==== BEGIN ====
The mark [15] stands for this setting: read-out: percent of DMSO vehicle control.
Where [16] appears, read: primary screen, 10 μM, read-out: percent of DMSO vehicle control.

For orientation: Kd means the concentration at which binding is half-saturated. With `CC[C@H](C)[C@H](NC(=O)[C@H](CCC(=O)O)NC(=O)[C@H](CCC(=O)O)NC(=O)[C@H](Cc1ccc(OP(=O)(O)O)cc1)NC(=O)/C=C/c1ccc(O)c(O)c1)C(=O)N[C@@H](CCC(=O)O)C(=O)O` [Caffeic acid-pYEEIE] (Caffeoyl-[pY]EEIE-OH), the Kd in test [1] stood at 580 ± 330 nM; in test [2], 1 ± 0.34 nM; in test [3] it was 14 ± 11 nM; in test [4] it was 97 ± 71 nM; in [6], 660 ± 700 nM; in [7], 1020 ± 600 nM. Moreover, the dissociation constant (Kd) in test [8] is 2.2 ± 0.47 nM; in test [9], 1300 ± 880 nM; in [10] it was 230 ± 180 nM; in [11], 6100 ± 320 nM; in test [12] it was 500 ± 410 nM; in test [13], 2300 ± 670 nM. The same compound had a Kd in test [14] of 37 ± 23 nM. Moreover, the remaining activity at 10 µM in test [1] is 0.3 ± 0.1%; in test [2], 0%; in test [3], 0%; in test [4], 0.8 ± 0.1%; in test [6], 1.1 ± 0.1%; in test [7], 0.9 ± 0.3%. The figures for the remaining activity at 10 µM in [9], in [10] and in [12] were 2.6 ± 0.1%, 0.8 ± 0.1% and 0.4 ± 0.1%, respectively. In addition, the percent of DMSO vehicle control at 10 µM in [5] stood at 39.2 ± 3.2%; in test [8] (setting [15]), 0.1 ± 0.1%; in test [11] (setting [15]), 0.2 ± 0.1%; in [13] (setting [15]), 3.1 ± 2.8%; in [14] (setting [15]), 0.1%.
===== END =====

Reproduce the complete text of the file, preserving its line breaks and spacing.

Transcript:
The mark [15] stands for this setting: read-out: percent of DMSO vehicle control.
Where [16] appears, read: primary screen, 10 μM, read-out: percent of DMSO vehicle control.

For orientation: Kd means the concentration at which binding is half-saturated. With `CC[C@H](C)[C@H](NC(=O)[C@H](CCC(=O)O)NC(=O)[C@H](CCC(=O)O)NC(=O)[C@H](Cc1ccc(OP(=O)(O)O)cc1)NC(=O)/C=C/c1ccc(O)c(O)c1)C(=O)N[C@@H](CCC(=O)O)C(=O)O` [Caffeic acid-pYEEIE] (Caffeoyl-[pY]EEIE-OH), the Kd in test [1] stood at 580 ± 330 nM; in test [2], 1 ± 0.34 nM; in test [3] it was 14 ± 11 nM; in test [4] it was 97 ± 71 nM; in [6], 660 ± 700 nM; in [7], 1020 ± 600 nM. Moreover, the dissociation constant (Kd) in test [8] is 2.2 ± 0.47 nM; in test [9], 1300 ± 880 nM; in [10] it was 230 ± 180 nM; in [11], 6100 ± 320 nM; in test [12] it was 500 ± 410 nM; in test [13], 2300 ± 670 nM. The same compound had a Kd in test [14] of 37 ± 23 nM. Moreover, the remaining activity at 10 µM in test [1] is 0.3 ± 0.1%; in test [2], 0%; in test [3], 0%; in test [4], 0.8 ± 0.1%; in test [6], 1.1 ± 0.1%; in test [7], 0.9 ± 0.3%. The figures for the remaining activity at 10 µM in [9], in [10] and in [12] were 2.6 ± 0.1%, 0.8 ± 0.1% and 0.4 ± 0.1%, respectively. In addition, the percent of DMSO vehicle control at 10 µM in [5] stood at 39.2 ± 3.2%; in test [8] (setting [15]), 0.1 ± 0.1%; in test [11] (setting [15]), 0.2 ± 0.1%; in [13] (setting [15]), 3.1 ± 2.8%; in [14] (setting [15]), 0.1%.